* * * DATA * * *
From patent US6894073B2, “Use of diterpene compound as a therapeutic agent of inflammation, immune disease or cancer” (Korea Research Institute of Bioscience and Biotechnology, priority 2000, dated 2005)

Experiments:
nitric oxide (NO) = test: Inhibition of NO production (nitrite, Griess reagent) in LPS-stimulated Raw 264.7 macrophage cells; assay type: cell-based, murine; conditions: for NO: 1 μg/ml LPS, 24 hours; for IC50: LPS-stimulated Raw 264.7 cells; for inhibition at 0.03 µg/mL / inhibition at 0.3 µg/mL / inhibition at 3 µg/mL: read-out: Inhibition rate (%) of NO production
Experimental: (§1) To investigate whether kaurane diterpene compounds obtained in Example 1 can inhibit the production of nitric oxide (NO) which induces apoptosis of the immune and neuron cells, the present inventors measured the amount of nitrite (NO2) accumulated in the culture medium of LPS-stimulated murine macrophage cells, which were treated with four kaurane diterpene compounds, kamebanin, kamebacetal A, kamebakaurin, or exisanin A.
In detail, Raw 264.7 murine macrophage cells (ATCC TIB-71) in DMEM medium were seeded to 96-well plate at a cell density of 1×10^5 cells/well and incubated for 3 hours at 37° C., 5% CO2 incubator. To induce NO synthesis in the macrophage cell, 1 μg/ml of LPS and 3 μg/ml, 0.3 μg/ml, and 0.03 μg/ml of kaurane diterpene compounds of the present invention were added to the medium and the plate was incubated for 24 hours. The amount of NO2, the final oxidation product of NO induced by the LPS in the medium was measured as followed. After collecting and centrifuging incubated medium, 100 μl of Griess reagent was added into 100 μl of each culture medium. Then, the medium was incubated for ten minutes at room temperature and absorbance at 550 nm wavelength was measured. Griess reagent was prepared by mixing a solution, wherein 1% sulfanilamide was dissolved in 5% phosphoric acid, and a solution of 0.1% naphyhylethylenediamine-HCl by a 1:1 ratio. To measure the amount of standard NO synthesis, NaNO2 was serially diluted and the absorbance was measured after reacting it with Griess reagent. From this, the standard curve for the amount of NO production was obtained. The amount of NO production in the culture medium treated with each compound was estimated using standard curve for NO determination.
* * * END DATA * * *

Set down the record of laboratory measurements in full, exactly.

From patent US6894073B2, “Use of diterpene compound as a therapeutic agent of inflammation, immune disease or cancer” (Korea Research Institute of Bioscience and Biotechnology, priority 2000, dated 2005)

Experiments:
nitric oxide (NO) = test: Inhibition of NO production (nitrite, Griess reagent) in LPS-stimulated Raw 264.7 macrophage cells; assay type: cell-based, murine; conditions: for NO: 1 μg/ml LPS, 24 hours; for IC50: LPS-stimulated Raw 264.7 cells; for inhibition at 0.03 µg/mL / inhibition at 0.3 µg/mL / inhibition at 3 µg/mL: read-out: Inhibition rate (%) of NO production
Experimental: (§1) To investigate whether kaurane diterpene compounds obtained in Example 1 can inhibit the production of nitric oxide (NO) which induces apoptosis of the immune and neuron cells, the present inventors measured the amount of nitrite (NO2) accumulated in the culture medium of LPS-stimulated murine macrophage cells, which were treated with four kaurane diterpene compounds, kamebanin, kamebacetal A, kamebakaurin, or exisanin A.
In detail, Raw 264.7 murine macrophage cells (ATCC TIB-71) in DMEM medium were seeded to 96-well plate at a cell density of 1×10^5 cells/well and incubated for 3 hours at 37° C., 5% CO2 incubator. To induce NO synthesis in the macrophage cell, 1 μg/ml of LPS and 3 μg/ml, 0.3 μg/ml, and 0.03 μg/ml of kaurane diterpene compounds of the present invention were added to the medium and the plate was incubated for 24 hours. The amount of NO2, the final oxidation product of NO induced by the LPS in the medium was measured as followed. After collecting and centrifuging incubated medium, 100 μl of Griess reagent was added into 100 μl of each culture medium. Then, the medium was incubated for ten minutes at room temperature and absorbance at 550 nm wavelength was measured. Griess reagent was prepared by mixing a solution, wherein 1% sulfanilamide was dissolved in 5% phosphoric acid, and a solution of 0.1% naphyhylethylenediamine-HCl by a 1:1 ratio. To measure the amount of standard NO synthesis, NaNO2 was serially diluted and the absorbance was measured after reacting it with Griess reagent. From this, the standard curve for the amount of NO production was obtained. The amount of NO production in the culture medium treated with each compound was estimated using standard curve for NO determination.